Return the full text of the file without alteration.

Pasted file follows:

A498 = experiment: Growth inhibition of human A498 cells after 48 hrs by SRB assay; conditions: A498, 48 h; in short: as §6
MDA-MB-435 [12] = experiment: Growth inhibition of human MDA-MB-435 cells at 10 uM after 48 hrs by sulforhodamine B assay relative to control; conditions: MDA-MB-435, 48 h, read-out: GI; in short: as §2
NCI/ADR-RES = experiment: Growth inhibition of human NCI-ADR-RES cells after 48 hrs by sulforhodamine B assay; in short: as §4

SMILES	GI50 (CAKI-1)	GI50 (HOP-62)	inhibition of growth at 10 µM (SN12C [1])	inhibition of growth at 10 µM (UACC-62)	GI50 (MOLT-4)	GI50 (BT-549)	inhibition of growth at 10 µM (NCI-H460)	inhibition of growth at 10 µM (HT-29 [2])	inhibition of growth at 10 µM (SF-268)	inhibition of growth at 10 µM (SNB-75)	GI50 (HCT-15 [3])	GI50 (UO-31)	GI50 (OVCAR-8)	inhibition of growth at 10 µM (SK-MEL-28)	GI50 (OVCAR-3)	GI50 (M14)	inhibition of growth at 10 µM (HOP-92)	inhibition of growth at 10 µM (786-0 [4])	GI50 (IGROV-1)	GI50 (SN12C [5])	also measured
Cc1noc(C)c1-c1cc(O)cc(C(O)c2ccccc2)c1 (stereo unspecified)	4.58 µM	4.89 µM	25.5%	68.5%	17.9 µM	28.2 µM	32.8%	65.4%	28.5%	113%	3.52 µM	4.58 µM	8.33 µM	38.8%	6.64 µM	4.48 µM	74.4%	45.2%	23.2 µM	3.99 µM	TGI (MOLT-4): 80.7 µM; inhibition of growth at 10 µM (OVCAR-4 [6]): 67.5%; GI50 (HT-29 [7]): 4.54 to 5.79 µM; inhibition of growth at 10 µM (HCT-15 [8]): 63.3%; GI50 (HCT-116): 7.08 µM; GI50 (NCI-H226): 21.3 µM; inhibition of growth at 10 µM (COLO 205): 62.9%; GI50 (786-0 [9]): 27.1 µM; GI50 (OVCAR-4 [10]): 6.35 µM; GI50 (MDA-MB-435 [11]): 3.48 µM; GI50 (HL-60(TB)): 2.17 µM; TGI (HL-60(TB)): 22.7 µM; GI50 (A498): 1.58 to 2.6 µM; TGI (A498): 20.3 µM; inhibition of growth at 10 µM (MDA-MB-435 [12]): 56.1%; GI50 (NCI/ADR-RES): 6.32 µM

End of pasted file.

A498 = experiment: Growth inhibition of human A498 cells after 48 hrs by SRB assay; conditions: A498, 48 h; in short: as §6
MDA-MB-435 [12] = experiment: Growth inhibition of human MDA-MB-435 cells at 10 uM after 48 hrs by sulforhodamine B assay relative to control; conditions: MDA-MB-435, 48 h, read-out: GI; in short: as §2
NCI/ADR-RES = experiment: Growth inhibition of human NCI-ADR-RES cells after 48 hrs by sulforhodamine B assay; in short: as §4

SMILES	GI50 (CAKI-1)	GI50 (HOP-62)	inhibition of growth at 10 µM (SN12C [1])	inhibition of growth at 10 µM (UACC-62)	GI50 (MOLT-4)	GI50 (BT-549)	inhibition of growth at 10 µM (NCI-H460)	inhibition of growth at 10 µM (HT-29 [2])	inhibition of growth at 10 µM (SF-268)	inhibition of growth at 10 µM (SNB-75)	GI50 (HCT-15 [3])	GI50 (UO-31)	GI50 (OVCAR-8)	inhibition of growth at 10 µM (SK-MEL-28)	GI50 (OVCAR-3)	GI50 (M14)	inhibition of growth at 10 µM (HOP-92)	inhibition of growth at 10 µM (786-0 [4])	GI50 (IGROV-1)	GI50 (SN12C [5])	also measured
Cc1noc(C)c1-c1cc(O)cc(C(O)c2ccccc2)c1 (stereo unspecified)	4.58 µM	4.89 µM	25.5%	68.5%	17.9 µM	28.2 µM	32.8%	65.4%	28.5%	113%	3.52 µM	4.58 µM	8.33 µM	38.8%	6.64 µM	4.48 µM	74.4%	45.2%	23.2 µM	3.99 µM	TGI (MOLT-4): 80.7 µM; inhibition of growth at 10 µM (OVCAR-4 [6]): 67.5%; GI50 (HT-29 [7]): 4.54 to 5.79 µM; inhibition of growth at 10 µM (HCT-15 [8]): 63.3%; GI50 (HCT-116): 7.08 µM; GI50 (NCI-H226): 21.3 µM; inhibition of growth at 10 µM (COLO 205): 62.9%; GI50 (786-0 [9]): 27.1 µM; GI50 (OVCAR-4 [10]): 6.35 µM; GI50 (MDA-MB-435 [11]): 3.48 µM; GI50 (HL-60(TB)): 2.17 µM; TGI (HL-60(TB)): 22.7 µM; GI50 (A498): 1.58 to 2.6 µM; TGI (A498): 20.3 µM; inhibition of growth at 10 µM (MDA-MB-435 [12]): 56.1%; GI50 (NCI/ADR-RES): 6.32 µM